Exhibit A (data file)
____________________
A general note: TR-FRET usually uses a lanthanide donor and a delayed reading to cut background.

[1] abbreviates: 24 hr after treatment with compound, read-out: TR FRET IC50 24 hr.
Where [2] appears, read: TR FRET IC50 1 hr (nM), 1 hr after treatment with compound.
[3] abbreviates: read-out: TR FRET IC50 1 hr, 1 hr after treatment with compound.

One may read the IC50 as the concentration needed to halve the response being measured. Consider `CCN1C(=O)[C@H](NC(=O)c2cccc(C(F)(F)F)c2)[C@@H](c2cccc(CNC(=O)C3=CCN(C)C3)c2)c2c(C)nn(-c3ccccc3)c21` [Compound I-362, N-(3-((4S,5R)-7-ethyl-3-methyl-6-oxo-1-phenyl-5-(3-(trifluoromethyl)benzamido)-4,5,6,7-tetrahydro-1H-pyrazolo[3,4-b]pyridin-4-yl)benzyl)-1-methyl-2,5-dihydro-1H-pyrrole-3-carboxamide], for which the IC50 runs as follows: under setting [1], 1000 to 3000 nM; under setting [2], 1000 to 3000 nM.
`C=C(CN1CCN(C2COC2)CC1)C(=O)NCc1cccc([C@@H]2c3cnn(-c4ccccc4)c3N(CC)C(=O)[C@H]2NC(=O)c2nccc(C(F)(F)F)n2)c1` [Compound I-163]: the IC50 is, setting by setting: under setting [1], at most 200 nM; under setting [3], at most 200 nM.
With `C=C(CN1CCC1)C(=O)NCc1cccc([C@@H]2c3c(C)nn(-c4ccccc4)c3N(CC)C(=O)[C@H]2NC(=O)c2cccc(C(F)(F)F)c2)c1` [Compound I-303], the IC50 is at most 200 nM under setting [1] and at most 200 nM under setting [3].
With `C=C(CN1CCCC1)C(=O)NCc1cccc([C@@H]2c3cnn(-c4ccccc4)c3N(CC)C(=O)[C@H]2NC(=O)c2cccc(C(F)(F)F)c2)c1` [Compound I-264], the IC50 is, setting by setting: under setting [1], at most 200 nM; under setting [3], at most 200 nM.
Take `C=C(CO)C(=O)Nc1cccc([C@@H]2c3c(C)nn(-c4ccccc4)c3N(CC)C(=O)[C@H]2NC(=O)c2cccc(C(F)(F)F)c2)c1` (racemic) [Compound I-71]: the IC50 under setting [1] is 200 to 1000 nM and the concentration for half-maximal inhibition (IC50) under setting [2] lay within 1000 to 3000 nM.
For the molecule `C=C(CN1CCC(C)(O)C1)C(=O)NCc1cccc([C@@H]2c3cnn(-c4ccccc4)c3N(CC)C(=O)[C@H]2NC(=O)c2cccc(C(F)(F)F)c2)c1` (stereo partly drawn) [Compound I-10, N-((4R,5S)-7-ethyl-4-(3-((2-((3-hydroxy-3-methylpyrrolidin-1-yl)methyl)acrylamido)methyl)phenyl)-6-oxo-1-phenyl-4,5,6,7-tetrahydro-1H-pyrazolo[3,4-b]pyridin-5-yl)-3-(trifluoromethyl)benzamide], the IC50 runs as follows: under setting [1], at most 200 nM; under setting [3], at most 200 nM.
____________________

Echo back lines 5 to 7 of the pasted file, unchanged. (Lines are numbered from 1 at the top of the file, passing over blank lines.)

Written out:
One may read the IC50 as the concentration needed to halve the response being measured. Consider `CCN1C(=O)[C@H](NC(=O)c2cccc(C(F)(F)F)c2)[C@@H](c2cccc(CNC(=O)C3=CCN(C)C3)c2)c2c(C)nn(-c3ccccc3)c21` [Compound I-362, N-(3-((4S,5R)-7-ethyl-3-methyl-6-oxo-1-phenyl-5-(3-(trifluoromethyl)benzamido)-4,5,6,7-tetrahydro-1H-pyrazolo[3,4-b]pyridin-4-yl)benzyl)-1-methyl-2,5-dihydro-1H-pyrrole-3-carboxamide], for which the IC50 runs as follows: under setting [1], 1000 to 3000 nM; under setting [2], 1000 to 3000 nM.
`C=C(CN1CCN(C2COC2)CC1)C(=O)NCc1cccc([C@@H]2c3cnn(-c4ccccc4)c3N(CC)C(=O)[C@H]2NC(=O)c2nccc(C(F)(F)F)n2)c1` [Compound I-163]: the IC50 is, setting by setting: under setting [1], at most 200 nM; under setting [3], at most 200 nM.
With `C=C(CN1CCC1)C(=O)NCc1cccc([C@@H]2c3c(C)nn(-c4ccccc4)c3N(CC)C(=O)[C@H]2NC(=O)c2cccc(C(F)(F)F)c2)c1` [Compound I-303], the IC50 is at most 200 nM under setting [1] and at most 200 nM under setting [3].